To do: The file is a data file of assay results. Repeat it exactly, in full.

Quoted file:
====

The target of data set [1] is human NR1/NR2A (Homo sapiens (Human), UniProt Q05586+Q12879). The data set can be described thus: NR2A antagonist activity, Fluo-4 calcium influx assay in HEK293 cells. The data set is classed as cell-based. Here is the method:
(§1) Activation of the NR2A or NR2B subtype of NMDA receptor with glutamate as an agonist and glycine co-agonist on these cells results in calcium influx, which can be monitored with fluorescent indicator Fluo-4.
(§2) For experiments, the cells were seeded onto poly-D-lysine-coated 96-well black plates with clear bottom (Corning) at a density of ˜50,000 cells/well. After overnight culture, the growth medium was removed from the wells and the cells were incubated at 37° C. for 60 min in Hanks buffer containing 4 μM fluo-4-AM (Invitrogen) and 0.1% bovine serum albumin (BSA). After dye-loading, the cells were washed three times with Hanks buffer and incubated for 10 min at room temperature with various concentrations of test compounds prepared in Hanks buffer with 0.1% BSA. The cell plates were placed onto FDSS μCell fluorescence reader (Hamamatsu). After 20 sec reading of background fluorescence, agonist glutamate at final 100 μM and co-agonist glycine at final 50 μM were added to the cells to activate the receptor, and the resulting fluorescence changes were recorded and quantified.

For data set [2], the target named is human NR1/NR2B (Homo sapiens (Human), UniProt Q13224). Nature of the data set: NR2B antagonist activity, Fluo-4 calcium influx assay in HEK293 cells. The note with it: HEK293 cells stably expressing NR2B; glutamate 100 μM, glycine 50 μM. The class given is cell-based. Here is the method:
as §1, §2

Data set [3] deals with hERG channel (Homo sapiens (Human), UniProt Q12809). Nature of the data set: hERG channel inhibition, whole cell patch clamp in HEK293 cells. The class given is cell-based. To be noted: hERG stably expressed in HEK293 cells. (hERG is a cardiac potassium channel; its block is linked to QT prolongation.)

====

The target of data set [1] is human NR1/NR2A (Homo sapiens (Human), UniProt Q05586+Q12879). The data set can be described thus: NR2A antagonist activity, Fluo-4 calcium influx assay in HEK293 cells. The data set is classed as cell-based. Here is the method:
(§1) Activation of the NR2A or NR2B subtype of NMDA receptor with glutamate as an agonist and glycine co-agonist on these cells results in calcium influx, which can be monitored with fluorescent indicator Fluo-4.
(§2) For experiments, the cells were seeded onto poly-D-lysine-coated 96-well black plates with clear bottom (Corning) at a density of ˜50,000 cells/well. After overnight culture, the growth medium was removed from the wells and the cells were incubated at 37° C. for 60 min in Hanks buffer containing 4 μM fluo-4-AM (Invitrogen) and 0.1% bovine serum albumin (BSA). After dye-loading, the cells were washed three times with Hanks buffer and incubated for 10 min at room temperature with various concentrations of test compounds prepared in Hanks buffer with 0.1% BSA. The cell plates were placed onto FDSS μCell fluorescence reader (Hamamatsu). After 20 sec reading of background fluorescence, agonist glutamate at final 100 μM and co-agonist glycine at final 50 μM were added to the cells to activate the receptor, and the resulting fluorescence changes were recorded and quantified.

For data set [2], the target named is human NR1/NR2B (Homo sapiens (Human), UniProt Q13224). Nature of the data set: NR2B antagonist activity, Fluo-4 calcium influx assay in HEK293 cells. The note with it: HEK293 cells stably expressing NR2B; glutamate 100 μM, glycine 50 μM. The class given is cell-based. Here is the method:
as §1, §2

Data set [3] deals with hERG channel (Homo sapiens (Human), UniProt Q12809). Nature of the data set: hERG channel inhibition, whole cell patch clamp in HEK293 cells. The class given is cell-based. To be noted: hERG stably expressed in HEK293 cells. (hERG is a cardiac potassium channel; its block is linked to QT prolongation.)